Relations Between Residential Proximity to EPA-Designated Toxic Release Sites and Diffuse Large B-Cell Lymphoma Incidence

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Abstract

Objectives

Examining the spatial patterns of diffuse large B-cell lymphoma (DLBCL) incidence and residential proximity to toxic release locations may provide insight regarding environmental and sociodemographic risk factors.

Methods

We linked and geocoded cancer incidence data for the period 1999–2008 from the Georgia Comprehensive Cancer Registry with population data from the US Census and the Environmental Protection Agency’s Toxics Release Inventory. We conducted cluster analyses and constructed Poisson regression models to assess DLBCL incidence as a function of mean distance to the toxic release sites.

Results

In total, 3851 incident DLBCL cases occurred among adults residing in Georgia between 1999 and 2008. Significant focal clustering was observed around 57% of ethylene oxide sites, 5% of benzene sites, 9% of tetrachloroethylene sites, 7% of styrene sites, 10% of formaldehyde sites, 5% of trichloroethylene sites, and 10% of all release sites. Mean distance to sites was significantly associated with DLBCL risk for all chemicals.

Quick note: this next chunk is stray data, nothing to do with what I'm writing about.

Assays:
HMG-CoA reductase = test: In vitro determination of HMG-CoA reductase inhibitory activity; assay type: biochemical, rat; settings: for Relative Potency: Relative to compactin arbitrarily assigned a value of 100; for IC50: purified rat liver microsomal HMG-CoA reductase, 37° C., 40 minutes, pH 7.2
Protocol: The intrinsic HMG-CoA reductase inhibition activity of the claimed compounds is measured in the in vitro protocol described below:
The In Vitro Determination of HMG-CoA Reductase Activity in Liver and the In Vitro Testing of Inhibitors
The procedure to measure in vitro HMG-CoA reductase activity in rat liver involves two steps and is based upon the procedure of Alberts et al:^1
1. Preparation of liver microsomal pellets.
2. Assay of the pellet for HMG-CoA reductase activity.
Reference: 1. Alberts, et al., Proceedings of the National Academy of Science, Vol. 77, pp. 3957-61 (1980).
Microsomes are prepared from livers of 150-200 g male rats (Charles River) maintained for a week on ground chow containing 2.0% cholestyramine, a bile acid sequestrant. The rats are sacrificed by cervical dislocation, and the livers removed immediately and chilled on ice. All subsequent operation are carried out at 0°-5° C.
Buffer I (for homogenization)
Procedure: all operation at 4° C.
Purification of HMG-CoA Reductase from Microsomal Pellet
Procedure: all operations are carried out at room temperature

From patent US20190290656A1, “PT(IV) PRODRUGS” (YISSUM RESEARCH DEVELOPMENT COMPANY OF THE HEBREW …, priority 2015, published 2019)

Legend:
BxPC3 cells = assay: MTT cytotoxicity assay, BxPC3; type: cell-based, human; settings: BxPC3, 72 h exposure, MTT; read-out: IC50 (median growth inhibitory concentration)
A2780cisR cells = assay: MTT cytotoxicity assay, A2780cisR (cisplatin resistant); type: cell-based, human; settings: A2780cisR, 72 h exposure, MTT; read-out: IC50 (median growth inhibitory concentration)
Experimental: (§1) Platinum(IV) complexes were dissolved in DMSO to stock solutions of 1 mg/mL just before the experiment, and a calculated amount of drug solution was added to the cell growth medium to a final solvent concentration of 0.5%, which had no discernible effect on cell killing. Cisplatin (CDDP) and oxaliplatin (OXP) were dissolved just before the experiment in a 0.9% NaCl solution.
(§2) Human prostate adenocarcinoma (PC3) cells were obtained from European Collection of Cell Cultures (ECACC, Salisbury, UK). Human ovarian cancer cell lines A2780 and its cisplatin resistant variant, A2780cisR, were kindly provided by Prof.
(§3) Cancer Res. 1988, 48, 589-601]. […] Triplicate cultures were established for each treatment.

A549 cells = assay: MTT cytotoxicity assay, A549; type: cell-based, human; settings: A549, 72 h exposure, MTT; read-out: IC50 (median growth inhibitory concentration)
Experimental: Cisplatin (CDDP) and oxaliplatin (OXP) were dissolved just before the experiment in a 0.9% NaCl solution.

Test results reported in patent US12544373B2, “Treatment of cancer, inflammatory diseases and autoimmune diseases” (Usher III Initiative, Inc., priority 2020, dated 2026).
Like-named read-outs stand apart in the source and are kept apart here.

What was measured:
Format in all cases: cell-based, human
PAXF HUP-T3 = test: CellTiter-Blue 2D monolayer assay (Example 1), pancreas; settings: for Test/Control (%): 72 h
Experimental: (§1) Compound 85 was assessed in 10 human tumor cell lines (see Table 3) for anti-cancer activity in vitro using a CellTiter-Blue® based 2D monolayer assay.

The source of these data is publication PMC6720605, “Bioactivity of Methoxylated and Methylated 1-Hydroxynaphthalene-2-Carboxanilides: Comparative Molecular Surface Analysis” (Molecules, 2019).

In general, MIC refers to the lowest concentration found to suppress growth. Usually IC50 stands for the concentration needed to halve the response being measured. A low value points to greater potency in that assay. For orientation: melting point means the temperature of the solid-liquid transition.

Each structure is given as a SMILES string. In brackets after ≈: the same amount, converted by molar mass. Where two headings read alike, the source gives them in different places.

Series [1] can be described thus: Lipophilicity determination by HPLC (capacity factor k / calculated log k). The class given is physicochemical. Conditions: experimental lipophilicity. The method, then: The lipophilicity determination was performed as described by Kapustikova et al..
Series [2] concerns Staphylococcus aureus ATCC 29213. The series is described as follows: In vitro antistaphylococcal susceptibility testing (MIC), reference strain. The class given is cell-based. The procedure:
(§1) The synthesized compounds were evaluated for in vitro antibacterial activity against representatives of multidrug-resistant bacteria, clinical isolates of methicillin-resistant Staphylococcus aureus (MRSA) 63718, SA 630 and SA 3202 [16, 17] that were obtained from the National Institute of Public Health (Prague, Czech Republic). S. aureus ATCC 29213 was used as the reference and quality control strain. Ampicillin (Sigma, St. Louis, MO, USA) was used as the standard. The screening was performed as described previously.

Conclusions

Proximity to Toxics Release Inventory sites can be linked to increased DLBCL risk as assessed through focal clustering and Poisson regression, and confirmatory studies using geospatial mapping can aid in further specifying risk factors for DLBCL.

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